Hurricane Gustav Displaces Some in Broader PA Community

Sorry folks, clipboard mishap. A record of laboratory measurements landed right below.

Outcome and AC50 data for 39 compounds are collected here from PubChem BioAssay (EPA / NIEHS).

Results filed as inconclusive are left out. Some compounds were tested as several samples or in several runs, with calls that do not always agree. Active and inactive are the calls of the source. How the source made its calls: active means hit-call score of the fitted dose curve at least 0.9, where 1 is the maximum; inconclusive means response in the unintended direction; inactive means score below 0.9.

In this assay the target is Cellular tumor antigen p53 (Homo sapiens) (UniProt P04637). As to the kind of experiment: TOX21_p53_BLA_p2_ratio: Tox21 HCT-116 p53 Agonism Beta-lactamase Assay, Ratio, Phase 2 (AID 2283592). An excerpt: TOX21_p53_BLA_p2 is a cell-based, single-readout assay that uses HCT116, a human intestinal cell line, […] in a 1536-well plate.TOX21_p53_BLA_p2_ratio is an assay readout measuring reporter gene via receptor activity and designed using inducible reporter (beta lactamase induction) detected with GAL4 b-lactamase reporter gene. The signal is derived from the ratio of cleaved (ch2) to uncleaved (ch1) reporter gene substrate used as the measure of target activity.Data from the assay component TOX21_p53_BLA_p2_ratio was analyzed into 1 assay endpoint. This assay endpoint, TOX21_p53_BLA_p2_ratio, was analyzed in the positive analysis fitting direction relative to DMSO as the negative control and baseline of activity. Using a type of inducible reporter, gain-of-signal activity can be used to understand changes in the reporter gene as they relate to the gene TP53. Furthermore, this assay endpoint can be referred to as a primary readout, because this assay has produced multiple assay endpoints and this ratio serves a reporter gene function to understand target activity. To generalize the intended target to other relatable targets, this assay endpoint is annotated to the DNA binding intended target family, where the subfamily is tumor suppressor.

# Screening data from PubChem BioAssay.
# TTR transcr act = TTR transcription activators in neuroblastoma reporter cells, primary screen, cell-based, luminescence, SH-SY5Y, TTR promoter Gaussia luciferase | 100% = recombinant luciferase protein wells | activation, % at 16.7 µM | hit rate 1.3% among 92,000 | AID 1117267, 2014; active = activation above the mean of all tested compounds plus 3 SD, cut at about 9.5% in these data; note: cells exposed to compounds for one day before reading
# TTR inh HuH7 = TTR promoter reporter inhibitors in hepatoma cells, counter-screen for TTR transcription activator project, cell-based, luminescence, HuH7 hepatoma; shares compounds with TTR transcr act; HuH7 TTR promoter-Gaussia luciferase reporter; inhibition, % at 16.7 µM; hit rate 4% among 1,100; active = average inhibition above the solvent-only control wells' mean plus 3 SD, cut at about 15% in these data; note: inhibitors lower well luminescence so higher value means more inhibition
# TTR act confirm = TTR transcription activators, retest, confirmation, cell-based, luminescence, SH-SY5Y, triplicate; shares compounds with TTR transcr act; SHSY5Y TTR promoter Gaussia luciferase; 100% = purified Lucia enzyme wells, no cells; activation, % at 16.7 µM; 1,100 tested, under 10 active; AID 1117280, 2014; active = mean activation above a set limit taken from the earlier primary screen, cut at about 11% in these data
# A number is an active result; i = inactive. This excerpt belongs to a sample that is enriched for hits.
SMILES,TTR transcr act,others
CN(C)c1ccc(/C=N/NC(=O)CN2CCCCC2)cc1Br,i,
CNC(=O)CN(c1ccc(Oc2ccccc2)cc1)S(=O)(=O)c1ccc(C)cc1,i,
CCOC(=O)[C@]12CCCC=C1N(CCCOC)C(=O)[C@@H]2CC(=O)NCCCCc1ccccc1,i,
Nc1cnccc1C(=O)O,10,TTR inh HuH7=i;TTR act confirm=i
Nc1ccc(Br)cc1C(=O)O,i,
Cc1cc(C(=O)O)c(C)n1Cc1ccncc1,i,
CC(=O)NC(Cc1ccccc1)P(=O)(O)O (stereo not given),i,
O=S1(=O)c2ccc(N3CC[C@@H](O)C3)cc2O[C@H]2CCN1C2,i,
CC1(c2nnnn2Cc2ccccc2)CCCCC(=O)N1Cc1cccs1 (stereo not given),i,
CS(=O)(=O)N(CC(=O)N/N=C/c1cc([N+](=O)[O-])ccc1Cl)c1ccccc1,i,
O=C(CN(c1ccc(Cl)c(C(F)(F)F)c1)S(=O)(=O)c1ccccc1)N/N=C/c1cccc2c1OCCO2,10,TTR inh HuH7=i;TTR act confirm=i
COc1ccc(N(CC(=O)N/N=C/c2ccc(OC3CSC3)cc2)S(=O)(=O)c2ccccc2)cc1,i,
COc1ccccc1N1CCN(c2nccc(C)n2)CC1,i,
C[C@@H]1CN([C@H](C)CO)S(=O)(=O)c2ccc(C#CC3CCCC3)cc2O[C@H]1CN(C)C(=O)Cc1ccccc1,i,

Just three years after Trey Meyer ’09 arrived at Andover in the wake of Hurricane Katrina, his hometown has been hit again. Meyer is not the only member of the PA community displaced by New Orleans’s Hurricanes. For Nat Lavin ’07 and Jonny Mok ’08, Hurricane Gustav was a rude awakening for the start of their school year at Tulane. Tropical Storm Gustav, at one point a category five storm, hit just west of New Orleans. Mok explained in an email to The Phillipian that all students were required to evacuate campus at noon on Friday, August 29. Mok had to book an emergency flight to New York, where he stayed with other alumni. According to Mok, many of the locals were stubborn when a mandatory evacuation was set. However, the extra precautions taken by the city of New Orleans proved successful. Lavin drove to Waco, Texas with friends and family. In an email to The Phillipian, he explained that students were required to leave until the following Wednesday. He said that it was a “Hurrication” of sorts, because he needed to keep occupied until he was able to return to school. Lavin said that at one point, his roommate suggested they start looking for a new school for the first semester. Lavin was more optimistic, as were many of the locals, he said. The campus only suffered minimal basement flooding and a few broken windows. Lavin said that many of the locals praised Louisiana governor Bobby Jindal for his work in handling the storm. Former governor Ray Nagin, who received much criticism three years ago, did not receive as much press. Lavin said that he was irritated by the drama around the storm created by the press. The hurricane was simply not as strong as the media had portrayed it, he said. Meyer did not evacuate.In an email to The Phillipian, Meyer explained that his house was affected by some wind damage, but nothing too severe. Meyer said that one of the major differences between the aftermath of Katrina and Gustav was the presence of looters. Meyer wrote, “This hurricane was a lot different from Katrina because there were much more national guard and police watching over the city. I didn’t even see one looter whereas during Katrina I saw hundreds.”